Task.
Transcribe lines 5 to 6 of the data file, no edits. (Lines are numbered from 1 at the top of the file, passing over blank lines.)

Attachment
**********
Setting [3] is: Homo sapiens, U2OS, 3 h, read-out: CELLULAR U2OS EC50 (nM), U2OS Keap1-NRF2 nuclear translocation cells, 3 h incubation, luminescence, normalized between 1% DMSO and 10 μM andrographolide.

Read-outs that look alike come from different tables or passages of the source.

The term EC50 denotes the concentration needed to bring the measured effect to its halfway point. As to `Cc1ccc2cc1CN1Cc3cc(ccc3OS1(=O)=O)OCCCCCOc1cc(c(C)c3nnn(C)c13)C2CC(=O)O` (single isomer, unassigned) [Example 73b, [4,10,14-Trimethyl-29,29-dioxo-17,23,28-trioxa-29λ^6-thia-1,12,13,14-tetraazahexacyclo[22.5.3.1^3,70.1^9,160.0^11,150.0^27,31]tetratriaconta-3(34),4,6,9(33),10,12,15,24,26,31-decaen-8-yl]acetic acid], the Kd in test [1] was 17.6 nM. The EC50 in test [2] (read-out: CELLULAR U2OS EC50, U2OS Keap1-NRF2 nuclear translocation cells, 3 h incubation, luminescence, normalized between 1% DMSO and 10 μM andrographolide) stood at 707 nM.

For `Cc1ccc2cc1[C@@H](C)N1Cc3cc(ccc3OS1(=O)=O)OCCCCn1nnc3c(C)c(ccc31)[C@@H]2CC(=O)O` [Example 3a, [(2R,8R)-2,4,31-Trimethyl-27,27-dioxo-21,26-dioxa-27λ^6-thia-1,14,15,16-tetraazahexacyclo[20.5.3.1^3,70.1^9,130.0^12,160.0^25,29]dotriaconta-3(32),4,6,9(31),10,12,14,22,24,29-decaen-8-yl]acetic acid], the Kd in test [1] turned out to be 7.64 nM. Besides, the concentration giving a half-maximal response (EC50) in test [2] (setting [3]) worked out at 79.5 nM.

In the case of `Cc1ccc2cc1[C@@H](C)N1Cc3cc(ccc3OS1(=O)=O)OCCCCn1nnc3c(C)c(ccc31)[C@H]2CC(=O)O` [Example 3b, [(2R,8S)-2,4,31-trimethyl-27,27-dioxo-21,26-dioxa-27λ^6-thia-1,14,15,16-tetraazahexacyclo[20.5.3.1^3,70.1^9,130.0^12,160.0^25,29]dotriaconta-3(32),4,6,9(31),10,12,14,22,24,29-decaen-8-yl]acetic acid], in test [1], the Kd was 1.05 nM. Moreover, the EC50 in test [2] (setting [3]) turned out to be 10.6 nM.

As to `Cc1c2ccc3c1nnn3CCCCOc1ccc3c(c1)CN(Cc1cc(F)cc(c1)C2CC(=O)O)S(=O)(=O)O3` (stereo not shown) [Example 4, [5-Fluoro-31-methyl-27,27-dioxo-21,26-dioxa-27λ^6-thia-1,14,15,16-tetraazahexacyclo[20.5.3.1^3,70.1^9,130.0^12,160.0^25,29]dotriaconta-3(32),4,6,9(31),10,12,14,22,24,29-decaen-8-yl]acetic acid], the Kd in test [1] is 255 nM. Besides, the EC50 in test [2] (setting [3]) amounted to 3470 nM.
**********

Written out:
In the case of `Cc1ccc2cc1[C@@H](C)N1Cc3cc(ccc3OS1(=O)=O)OCCCCn1nnc3c(C)c(ccc31)[C@H]2CC(=O)O` [Example 3b, [(2R,8S)-2,4,31-trimethyl-27,27-dioxo-21,26-dioxa-27λ^6-thia-1,14,15,16-tetraazahexacyclo[20.5.3.1^3,70.1^9,130.0^12,160.0^25,29]dotriaconta-3(32),4,6,9(31),10,12,14,22,24,29-decaen-8-yl]acetic acid], in test [1], the Kd was 1.05 nM. Moreover, the EC50 in test [2] (setting [3]) turned out to be 10.6 nM.

As to `Cc1c2ccc3c1nnn3CCCCOc1ccc3c(c1)CN(Cc1cc(F)cc(c1)C2CC(=O)O)S(=O)(=O)O3` (stereo not shown) [Example 4, [5-Fluoro-31-methyl-27,27-dioxo-21,26-dioxa-27λ^6-thia-1,14,15,16-tetraazahexacyclo[20.5.3.1^3,70.1^9,130.0^12,160.0^25,29]dotriaconta-3(32),4,6,9(31),10,12,14,22,24,29-decaen-8-yl]acetic acid], the Kd in test [1] is 255 nM. Besides, the EC50 in test [2] (setting [3]) amounted to 3470 nM.